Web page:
Campbell aims to make mark

Heather Latter

Kenora-Rainy River MPP Sarah Campbell believes there will be opportunities for her to make a difference this year.
And with plenty of challenges on the horizon, she has pledged to work diligently on behalf of the constituents of Rainy River District.
“A lot of the challenges I see are provincial challenges,” Campbell said last week, noting she will be responding to the issues as the government lays out its key priorities and agenda.
One particular challenge she’s anticipating is the selling off of Hydro One.
“I think what we’re going to be seeing are more hydro hikes across the province as the government continues with its plan to sell off a large part of Hydro One,” Campbell predicted.
“We’re going to see less oversight and control, not just related to the particular sell-off but also with what the government is doing at the same time with the introduction and passage of Bill 112, which will eliminate formal opposition to some of the changes they are making in the energy sector, as well as eliminate important oversight,” she stressed.
Campbell said she thinks Ontarians also are going to be seeing the government explore further privatization.
“I think we’re going to see more cuts to essential services as they keep their eye on what they need to do to balance the books in the coming years,” she warned, adding there doesn’t seem to be many positive initiatives the government is undertaking.
“There seems to be a lot of poor choices being made by the government right now,” she charged.
“I’m hopeful that we’ll be able to change the agenda a bit going forward, so that we will be able to see some of things that people are saying are priorities.”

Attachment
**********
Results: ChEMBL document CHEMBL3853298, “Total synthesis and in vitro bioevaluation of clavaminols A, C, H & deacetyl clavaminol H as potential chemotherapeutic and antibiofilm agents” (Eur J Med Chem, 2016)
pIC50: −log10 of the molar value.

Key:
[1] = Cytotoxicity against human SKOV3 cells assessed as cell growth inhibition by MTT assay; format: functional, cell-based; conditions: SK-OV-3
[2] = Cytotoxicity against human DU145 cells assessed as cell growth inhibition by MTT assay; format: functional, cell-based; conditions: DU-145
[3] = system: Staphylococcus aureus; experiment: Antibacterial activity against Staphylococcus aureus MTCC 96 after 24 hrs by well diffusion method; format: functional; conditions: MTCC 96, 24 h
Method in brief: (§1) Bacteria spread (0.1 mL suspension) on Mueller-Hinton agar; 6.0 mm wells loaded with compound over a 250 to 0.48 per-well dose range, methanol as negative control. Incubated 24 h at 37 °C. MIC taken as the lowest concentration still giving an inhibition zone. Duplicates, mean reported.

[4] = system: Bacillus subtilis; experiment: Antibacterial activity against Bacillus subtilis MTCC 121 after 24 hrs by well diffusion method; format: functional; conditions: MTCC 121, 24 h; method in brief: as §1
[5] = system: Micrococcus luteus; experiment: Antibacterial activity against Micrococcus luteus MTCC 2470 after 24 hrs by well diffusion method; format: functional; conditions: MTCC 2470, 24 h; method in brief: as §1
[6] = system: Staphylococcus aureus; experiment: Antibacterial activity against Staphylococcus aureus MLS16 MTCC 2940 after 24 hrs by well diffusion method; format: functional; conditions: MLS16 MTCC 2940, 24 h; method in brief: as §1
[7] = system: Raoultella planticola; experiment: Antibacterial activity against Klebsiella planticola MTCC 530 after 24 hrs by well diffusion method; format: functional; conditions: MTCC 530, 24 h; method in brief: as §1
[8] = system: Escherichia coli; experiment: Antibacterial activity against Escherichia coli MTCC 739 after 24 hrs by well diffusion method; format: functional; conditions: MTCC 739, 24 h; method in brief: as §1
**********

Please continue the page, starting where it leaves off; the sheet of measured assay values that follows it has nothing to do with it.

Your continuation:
Campbell noted some of the things she’s hearing from constituents is that they want better access to health care and for the cost of living to go down.
“People are saying they work very hard and they are feeling like they just can’t keep afloat,” she remarked.
“I’m being overwhelmed with people contacting me and saying that they’ve reached their breaking point, and they want to get out of the province,” she added.
But despite all the challenges before the province, Campbell feels there also is a lot of opportunity.
“There’s a lot of opportunity to have these serious conversations with the government and change the direction so we are going in a direction that better suits the needs of the people of the province, including the northwest,” she stressed.
This includes an opportunity to fix the crisis in Correctional Services, too.
“It’s an issue that has garnered a lot of attention,” Campbell said. “We in the northwest are also impacted by it.
“We’ve seen what happened in Thunder Bay, and this is a real opportunity for the government to make some investments and turn this around before it becomes a big issue,” she reasoned.
“Sadly, right now, the place we are at in Ontario is that through years of neglect, we have a lot issues that have become so large, they’ve turned into small fires and some of them larger fires,” Campbell remarked.